The Department of Educational Policy and Community Studies offers a master’s program for educators, community leaders, and those working in community-based organizations. Students deepen their knowledge base around issues relating to urban education and the contexts of urban communities. The program of study enhances participants’ ability to critically analyze education and processes of community change.
Our courses are offered in the evenings, online, and on weekends to serve working students. All in-department courses required for the degree are offered online, and students are able to complete all of their departmental courses online over a two year cycle as space permits.
A core of four courses provides a foundation in sociology, history, philosophy and research.
Students are encouraged to develop and understand their own frameworks of values and theoretical perspectives as applied to the realities of urban education and urban communities. A faculty advisor will assist the student through the program, balancing flexibility and structure according to professional needs. Common focus areas include the following:
- Alternative Education/At-Risk Students
- Child Care
- Community Organizing for Social Change
- Community Engagement and Partnerships
- Educational Policy
- Race Relations
- Urban Education
- Youth Work
Because our program is very flexible, allowing 6 credits of electives within the department as well as 9 credits that can be chosen from across the university, students often create their own unique informal focus areas, which have included: Latino Studies, Working-Class Studies, Educating Hmong Students, Global Education, Comparative Education, Race and the Police, Education and the Homeless, and more.
Students are encouraged to develop and understand their own values and theoretical perspectives as applied to the realities of urban education and community change. A faculty advisor will assist the student through the program, balancing flexibility and structure according to professional needs.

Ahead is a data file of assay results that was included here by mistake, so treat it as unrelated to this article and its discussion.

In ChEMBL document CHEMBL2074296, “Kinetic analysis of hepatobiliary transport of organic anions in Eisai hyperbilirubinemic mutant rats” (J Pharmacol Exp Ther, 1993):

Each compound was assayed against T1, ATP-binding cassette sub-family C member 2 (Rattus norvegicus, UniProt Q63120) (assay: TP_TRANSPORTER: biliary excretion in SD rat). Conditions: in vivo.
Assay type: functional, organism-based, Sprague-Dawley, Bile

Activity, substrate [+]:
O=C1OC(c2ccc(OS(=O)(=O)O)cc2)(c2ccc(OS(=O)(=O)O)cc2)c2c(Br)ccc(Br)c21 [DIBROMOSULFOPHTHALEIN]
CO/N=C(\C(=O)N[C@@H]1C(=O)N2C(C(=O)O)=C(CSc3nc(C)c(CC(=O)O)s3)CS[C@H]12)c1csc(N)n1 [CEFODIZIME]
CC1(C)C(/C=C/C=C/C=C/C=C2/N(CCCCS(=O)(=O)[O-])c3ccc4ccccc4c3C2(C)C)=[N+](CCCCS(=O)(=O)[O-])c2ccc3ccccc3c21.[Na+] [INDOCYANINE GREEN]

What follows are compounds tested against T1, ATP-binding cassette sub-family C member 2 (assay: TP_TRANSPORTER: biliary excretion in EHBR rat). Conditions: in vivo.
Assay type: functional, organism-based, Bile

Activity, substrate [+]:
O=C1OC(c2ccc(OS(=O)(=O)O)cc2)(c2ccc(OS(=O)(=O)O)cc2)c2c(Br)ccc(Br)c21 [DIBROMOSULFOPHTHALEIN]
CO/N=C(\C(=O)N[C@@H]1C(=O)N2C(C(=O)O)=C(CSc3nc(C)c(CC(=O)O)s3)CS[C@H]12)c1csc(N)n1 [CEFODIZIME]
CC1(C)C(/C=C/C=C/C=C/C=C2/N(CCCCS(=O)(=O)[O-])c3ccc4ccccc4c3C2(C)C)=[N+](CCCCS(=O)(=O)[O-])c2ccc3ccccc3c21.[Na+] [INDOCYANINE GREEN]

A wide variety of professionals seeking to understand the urban context of education and community change have found this program useful. Graduates work in a range of fields: directors of non-profit and community-based agencies; teachers and principals in public, private, and alternative schools; administrators of child care centers; directors of social action organizations; managers of programs serving youth; administrators in health service facilities; community organizers; elected government officials; police officers; administrators of group homes; doctoral students; professors; and more.
An applicant must meet Graduate School requirements plus the following departmental requirements to be considered for admission to the program:
- Submission of two letters of recommendation from individuals who can testify to the applicant’s academic potential.
- Written statement of educational and professional goals with desired area of concentration.
Credits and Courses
The program in Cultural Foundations of Community Engagement and Education requires a minimum of 30 graduate credits, divided among the following: required core courses (15); focus work (minimum 9 graduate credits), electives (minimum 6 graduate credits).
|Core Courses 1|
|ED POL 702||Cultural Foundations of Education Graduate Seminar 2||3|